This will be the first in a series of posts about “THE TALK”!



 Information your child needs and issues you need to discuss are much too complex to cover in “A TALK”.  

There is absolutely no way a parent can say everything they need to say or a child can remember or hear everything they need to know in “a talk”. Sexual learning occurs from “womb to tomb” and should be treated age appropriately during that same time frame. My standard answer to EVERYONE when asked “when should I begin” is begin as soon as a child begins to discover their own gender differences and feelings, hears or sees sexual references, or is curious about themselves and others. Jemeille Ackourey, MC, National Certified Counselor, who has worked as a family and children specialist for over 30 years makes this point: “As parents, caretakers, counselors, teachers and mentors, we have a responsibility to listen to and provide children with as many answers as they have questions.” Talking with children is an on-going process that should begin early and stay late! 

Every day brings another article, talk show or book about sex and young adolescents. The buzz word “tweens” now denotes a loosely defined age group somewhere between 8 and 13 that are not yet technically teens but are facing many issues that their parents faced when they were a few to several years older. Hence, parents are constantly wondering “what do I say and when do I say it?” If parents are perfectly honest, most of them did not get the information they needed related to these subjects as early as they had thoughts and questions. Parents are failing to recognize that their children need information even earlier than they did because their world is very different – they are bombarded with sexual images and messages from a very early age and they are making some very bad choices because they don’t have a healthy dialogue with adults around them. When a parent tells me their child doesn’t have any questions, it usually means the parent isn’t open to or listening for the “cues” that signal the child has questions but isn’t comfortable asking.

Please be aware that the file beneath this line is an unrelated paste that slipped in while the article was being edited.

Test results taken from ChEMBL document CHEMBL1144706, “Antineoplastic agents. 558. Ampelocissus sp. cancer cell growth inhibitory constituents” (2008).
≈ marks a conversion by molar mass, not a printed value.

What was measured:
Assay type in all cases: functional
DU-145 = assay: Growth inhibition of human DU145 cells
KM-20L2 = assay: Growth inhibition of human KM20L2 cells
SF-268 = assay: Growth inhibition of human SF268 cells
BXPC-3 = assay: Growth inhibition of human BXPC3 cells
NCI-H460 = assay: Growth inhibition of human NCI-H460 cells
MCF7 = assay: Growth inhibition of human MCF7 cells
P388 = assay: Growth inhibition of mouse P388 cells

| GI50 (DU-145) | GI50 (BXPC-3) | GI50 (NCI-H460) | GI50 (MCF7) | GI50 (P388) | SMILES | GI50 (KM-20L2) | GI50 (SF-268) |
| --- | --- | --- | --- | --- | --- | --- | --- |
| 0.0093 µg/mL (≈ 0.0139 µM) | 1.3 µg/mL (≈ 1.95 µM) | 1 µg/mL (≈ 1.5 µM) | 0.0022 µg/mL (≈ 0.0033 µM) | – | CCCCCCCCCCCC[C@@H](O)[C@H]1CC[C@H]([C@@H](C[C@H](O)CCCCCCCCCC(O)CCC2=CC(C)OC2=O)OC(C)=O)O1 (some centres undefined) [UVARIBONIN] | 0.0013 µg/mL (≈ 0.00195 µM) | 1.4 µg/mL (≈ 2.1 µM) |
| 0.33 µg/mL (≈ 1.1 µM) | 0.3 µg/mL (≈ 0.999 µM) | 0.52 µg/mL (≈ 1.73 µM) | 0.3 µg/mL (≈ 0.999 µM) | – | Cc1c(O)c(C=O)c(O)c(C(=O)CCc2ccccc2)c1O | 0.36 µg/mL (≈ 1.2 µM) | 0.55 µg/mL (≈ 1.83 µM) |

The major problem as I see it is that the world has changed drastically in terms of what children hear and see about sex and other sensitive issues and parents and educators are still thinking about “when should I have the talk”. 

Within the next couple of weeks, the book 101 Questions Kids Really Ask….and the answers they need to know! will FINALLY be published and available on our website. I encourage each of you to order a copy and I can assure you it will be $19.95 well spent. Whether you are a parent, educator, or just interact with young adolescents on any level you will find this an invaluable resource. During the coming weeks, I will be referring to various sections of 101 Questions on this blog as I post at least one blog a week on this topic of ‘THE TALK”!


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